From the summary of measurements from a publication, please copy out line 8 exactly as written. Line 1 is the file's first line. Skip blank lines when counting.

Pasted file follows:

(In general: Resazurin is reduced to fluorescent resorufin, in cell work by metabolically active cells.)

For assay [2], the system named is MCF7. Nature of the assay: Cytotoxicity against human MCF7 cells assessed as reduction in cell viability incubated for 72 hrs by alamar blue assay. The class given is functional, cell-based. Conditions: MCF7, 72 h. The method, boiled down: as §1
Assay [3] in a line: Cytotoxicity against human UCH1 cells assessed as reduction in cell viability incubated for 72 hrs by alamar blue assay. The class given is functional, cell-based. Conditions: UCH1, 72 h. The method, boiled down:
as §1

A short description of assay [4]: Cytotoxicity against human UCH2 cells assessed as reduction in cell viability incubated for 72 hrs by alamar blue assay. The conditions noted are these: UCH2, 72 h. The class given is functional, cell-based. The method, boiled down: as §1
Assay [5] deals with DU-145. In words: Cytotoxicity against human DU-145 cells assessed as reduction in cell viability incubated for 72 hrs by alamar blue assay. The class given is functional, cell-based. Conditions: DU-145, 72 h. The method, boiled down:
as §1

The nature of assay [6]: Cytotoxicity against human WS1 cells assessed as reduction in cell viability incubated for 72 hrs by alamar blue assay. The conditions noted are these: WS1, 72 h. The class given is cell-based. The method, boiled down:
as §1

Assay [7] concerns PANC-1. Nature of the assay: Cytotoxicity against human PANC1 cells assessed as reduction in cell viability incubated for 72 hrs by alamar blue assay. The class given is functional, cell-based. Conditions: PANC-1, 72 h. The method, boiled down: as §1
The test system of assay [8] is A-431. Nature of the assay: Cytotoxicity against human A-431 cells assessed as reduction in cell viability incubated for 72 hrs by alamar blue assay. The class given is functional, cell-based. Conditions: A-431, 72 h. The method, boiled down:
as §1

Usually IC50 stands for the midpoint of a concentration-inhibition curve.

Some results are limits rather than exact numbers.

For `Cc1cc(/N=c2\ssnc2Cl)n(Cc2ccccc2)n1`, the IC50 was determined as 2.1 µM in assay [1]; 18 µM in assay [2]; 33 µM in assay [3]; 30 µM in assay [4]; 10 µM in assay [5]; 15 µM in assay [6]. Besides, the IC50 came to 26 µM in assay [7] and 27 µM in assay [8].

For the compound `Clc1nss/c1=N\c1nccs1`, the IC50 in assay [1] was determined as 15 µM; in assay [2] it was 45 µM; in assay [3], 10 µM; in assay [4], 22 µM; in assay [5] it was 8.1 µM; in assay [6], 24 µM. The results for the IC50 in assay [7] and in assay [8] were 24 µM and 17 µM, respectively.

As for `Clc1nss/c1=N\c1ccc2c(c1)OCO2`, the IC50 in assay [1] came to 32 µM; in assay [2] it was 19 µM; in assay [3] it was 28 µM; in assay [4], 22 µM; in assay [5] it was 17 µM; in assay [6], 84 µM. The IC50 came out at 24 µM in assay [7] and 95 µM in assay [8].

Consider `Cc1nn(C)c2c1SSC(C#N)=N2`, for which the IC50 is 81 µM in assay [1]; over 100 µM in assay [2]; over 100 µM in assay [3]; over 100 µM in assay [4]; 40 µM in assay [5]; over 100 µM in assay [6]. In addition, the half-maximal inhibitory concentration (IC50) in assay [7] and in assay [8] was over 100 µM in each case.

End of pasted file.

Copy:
The nature of assay [6]: Cytotoxicity against human WS1 cells assessed as reduction in cell viability incubated for 72 hrs by alamar blue assay. The conditions noted are these: WS1, 72 h. The class given is cell-based. The method, boiled down: